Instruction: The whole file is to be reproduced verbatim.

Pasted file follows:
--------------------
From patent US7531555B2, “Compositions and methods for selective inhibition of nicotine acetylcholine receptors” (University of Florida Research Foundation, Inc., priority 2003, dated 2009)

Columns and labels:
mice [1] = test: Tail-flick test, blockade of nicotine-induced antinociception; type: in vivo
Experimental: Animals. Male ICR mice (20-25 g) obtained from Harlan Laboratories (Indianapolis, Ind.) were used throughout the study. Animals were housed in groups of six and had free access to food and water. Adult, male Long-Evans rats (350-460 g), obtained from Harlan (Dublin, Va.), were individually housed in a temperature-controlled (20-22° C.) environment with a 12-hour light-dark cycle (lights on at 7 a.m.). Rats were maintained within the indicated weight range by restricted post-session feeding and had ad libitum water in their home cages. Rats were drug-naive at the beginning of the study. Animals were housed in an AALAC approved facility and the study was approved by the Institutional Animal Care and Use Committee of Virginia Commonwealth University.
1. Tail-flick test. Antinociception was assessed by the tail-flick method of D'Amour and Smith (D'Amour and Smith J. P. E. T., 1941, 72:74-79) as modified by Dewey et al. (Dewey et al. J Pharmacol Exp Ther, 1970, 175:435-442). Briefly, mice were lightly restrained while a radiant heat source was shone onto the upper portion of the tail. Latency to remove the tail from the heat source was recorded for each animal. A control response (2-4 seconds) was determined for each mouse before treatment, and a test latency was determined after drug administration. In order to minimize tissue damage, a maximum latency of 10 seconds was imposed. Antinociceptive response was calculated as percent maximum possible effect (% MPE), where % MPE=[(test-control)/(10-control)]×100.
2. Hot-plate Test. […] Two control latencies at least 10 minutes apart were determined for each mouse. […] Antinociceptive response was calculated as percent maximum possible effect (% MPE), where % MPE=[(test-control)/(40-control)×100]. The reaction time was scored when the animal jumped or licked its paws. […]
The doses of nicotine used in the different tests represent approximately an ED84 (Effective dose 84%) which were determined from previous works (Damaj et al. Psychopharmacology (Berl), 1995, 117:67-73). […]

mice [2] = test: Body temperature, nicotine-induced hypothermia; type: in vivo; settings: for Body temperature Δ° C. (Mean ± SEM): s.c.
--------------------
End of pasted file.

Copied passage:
From patent US7531555B2, “Compositions and methods for selective inhibition of nicotine acetylcholine receptors” (University of Florida Research Foundation, Inc., priority 2003, dated 2009)

Columns and labels:
mice [1] = test: Tail-flick test, blockade of nicotine-induced antinociception; type: in vivo
Experimental: Animals. Male ICR mice (20-25 g) obtained from Harlan Laboratories (Indianapolis, Ind.) were used throughout the study. Animals were housed in groups of six and had free access to food and water. Adult, male Long-Evans rats (350-460 g), obtained from Harlan (Dublin, Va.), were individually housed in a temperature-controlled (20-22° C.) environment with a 12-hour light-dark cycle (lights on at 7 a.m.). Rats were maintained within the indicated weight range by restricted post-session feeding and had ad libitum water in their home cages. Rats were drug-naive at the beginning of the study. Animals were housed in an AALAC approved facility and the study was approved by the Institutional Animal Care and Use Committee of Virginia Commonwealth University.
1. Tail-flick test. Antinociception was assessed by the tail-flick method of D'Amour and Smith (D'Amour and Smith J. P. E. T., 1941, 72:74-79) as modified by Dewey et al. (Dewey et al. J Pharmacol Exp Ther, 1970, 175:435-442). Briefly, mice were lightly restrained while a radiant heat source was shone onto the upper portion of the tail. Latency to remove the tail from the heat source was recorded for each animal. A control response (2-4 seconds) was determined for each mouse before treatment, and a test latency was determined after drug administration. In order to minimize tissue damage, a maximum latency of 10 seconds was imposed. Antinociceptive response was calculated as percent maximum possible effect (% MPE), where % MPE=[(test-control)/(10-control)]×100.
2. Hot-plate Test. […] Two control latencies at least 10 minutes apart were determined for each mouse. […] Antinociceptive response was calculated as percent maximum possible effect (% MPE), where % MPE=[(test-control)/(40-control)×100]. The reaction time was scored when the animal jumped or licked its paws. […]
The doses of nicotine used in the different tests represent approximately an ED84 (Effective dose 84%) which were determined from previous works (Damaj et al. Psychopharmacology (Berl), 1995, 117:67-73). […]

mice [2] = test: Body temperature, nicotine-induced hypothermia; type: in vivo; settings: for Body temperature Δ° C. (Mean ± SEM): s.c.